The Oregon Ocean Policy Advisory Council (OPAC) is a legislatively mandated marine policy advisory body to provide, among other statutory charges, advice to the Governor, state agencies and local governments on ocean policy and resource management matters.

OPAC membership is representative of coastal community interests, state agencies, conservation interests and the general public. Meetings of OPAC are usually held in communities along the Oregon coast.

Management of the ocean shore and nearshore ocean involves a complex network of federal, state, and local authorities, some focused on particular sub-areas and some concerned with one or more resources or uses. This article will briefly describe the local, state, and federal agency responsibilities as they relate to ocean or coastal resources. The descriptions are necessarily brief and not meant to be comprehensive.

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Oregon's ocean is but a small part of the vast Pacific Ocean, which is larger than any other single feature on earth. Our ocean constitutes only part of its edge, but it is the edges of such systems that are the most productive, the most used, and the most vulnerable to disruption from human activities.

Oregon's ocean shore is an important ecological zone, providing a wide range of habitats, both terrestrial and marine, for many species of plants and animals that are specifically adapted to this unique environment. The nearshore ocean has significant ecological connections with the terrestrial component of the shore. Seabirds that forage in the ocean nest on cliffs, bluffs, and offshore rocks and islands (which are designated as a National Wildlife Refuge). Marine mammals use beaches, estuaries, rocky shores, and offshore rocks for resting, breeding, and pupping. Many species of marine fish, invertebrates, and algae live in habitats ranging from kelp reefs several miles offshore to rocky intertidal areas easily accessible at low tide. Gray whales migrate very close to the Oregon shore and are easily visible from the beach and headlands or from boats.

Two sets of forces sparked Oregon's initial ocean resource planning efforts in the 1980's, and continue to be the drivers today.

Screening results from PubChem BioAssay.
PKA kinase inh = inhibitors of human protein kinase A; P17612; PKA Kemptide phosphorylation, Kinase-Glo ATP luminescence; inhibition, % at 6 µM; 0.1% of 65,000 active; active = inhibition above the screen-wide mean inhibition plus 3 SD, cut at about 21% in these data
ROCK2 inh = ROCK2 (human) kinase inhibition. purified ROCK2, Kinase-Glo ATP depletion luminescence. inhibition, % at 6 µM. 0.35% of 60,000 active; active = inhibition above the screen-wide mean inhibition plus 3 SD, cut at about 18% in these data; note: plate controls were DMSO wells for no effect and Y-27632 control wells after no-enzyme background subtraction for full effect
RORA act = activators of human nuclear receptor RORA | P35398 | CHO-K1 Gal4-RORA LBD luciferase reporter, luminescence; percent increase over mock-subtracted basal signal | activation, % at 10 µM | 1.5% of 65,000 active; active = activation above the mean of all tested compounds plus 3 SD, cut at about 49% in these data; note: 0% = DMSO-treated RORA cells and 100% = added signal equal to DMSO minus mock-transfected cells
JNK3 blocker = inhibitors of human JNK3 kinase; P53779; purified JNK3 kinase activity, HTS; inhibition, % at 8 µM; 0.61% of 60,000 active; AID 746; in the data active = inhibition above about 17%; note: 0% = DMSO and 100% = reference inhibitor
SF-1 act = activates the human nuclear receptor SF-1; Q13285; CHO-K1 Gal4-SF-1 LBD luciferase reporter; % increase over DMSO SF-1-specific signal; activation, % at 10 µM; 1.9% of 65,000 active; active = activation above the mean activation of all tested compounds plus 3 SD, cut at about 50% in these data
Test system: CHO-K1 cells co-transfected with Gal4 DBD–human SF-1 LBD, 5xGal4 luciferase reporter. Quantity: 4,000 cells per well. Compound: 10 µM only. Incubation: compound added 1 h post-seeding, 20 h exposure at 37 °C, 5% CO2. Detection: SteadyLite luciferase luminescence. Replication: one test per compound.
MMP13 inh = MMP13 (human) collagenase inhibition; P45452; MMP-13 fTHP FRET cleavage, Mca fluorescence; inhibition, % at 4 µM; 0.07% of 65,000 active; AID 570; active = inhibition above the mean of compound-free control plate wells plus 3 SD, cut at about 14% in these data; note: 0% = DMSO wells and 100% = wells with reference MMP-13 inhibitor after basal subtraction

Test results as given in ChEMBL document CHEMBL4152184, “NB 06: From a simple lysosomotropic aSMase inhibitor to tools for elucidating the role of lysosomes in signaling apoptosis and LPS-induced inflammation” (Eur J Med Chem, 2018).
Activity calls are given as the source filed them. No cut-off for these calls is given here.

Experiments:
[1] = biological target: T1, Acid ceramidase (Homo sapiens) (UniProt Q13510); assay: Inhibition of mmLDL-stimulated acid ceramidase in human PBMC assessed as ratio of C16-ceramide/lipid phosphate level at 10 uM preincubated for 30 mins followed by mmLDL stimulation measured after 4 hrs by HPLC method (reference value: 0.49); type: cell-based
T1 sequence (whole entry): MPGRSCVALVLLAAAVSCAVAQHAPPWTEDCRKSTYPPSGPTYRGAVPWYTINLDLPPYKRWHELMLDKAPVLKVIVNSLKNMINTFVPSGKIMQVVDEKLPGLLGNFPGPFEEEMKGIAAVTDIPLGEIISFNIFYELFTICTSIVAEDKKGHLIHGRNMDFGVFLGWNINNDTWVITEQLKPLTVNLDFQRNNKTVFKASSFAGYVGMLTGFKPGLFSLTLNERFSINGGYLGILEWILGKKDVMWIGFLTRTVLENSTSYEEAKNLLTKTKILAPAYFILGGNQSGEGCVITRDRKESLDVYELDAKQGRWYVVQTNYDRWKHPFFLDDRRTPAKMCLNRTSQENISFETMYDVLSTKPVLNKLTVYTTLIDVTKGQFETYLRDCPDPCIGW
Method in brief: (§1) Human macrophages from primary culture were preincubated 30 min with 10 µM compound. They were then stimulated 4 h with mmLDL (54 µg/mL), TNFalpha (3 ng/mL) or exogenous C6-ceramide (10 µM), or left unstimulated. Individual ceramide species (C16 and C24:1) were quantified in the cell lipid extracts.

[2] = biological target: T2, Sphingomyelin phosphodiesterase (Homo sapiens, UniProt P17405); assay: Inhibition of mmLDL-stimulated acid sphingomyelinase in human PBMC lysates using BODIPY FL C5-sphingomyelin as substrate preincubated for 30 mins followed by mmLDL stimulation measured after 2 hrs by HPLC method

• First, the Oregon coast and Pacific Ocean are important to Oregonians. Commercial and recreational fisheries, transportation and navigation, clean air and water and recreation are all ocean uses upon which coastal communities rely for their livelihoods and way of life. Oregonians care deeply that the coastal environment be protected and traditional use of renewable resources be maintained. Oregon's state agencies and local governments have control over many of the uses and resources along the coast and within the state's three mile territorial sea.
  • Second, national and international forces outside Oregon inject new demands for ocean and coastal resources into the present mix. Global political and economic forces, beyond the control of the state affect the price and supply of energy and natural resources and can generate interest in exploring Oregon's ocean for exploitation and use.

Overarching both these sets of forces is a growing public concern about the health of the marine environment. With global climate change on the horizon there are increasing demands for national and coastal state governments to step up efforts to protect human health, conserve ocean resouces and preserve environmental quality.

Within the Oregon Coastal Zone two geographic areas are of particular management concern. One is the ocean shore (e.g., the beach) and the other is the nearshore ocean, or Oregon’s Territorial Sea. Together, these two linear features comprise a zone of intense public interest that integrates a range of coastal resources and features that define the Oregon coast for the public. Included are sandy beaches, rocky shores, submerged rocks and reefs, and adjacent nearshore marine areas. This zone is highly attractive for development and for recreational and commercial uses, but is also rich in natural resource, aesthetic, recreational, cultural, economic, and habitat values.

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The Territorial Sea of Oregon is the body of water from the shore out to three geographical miles (nautical miles), and sometimes further offshore from the mainland because of offshore islands and rocks which push the seaward boundary further westward.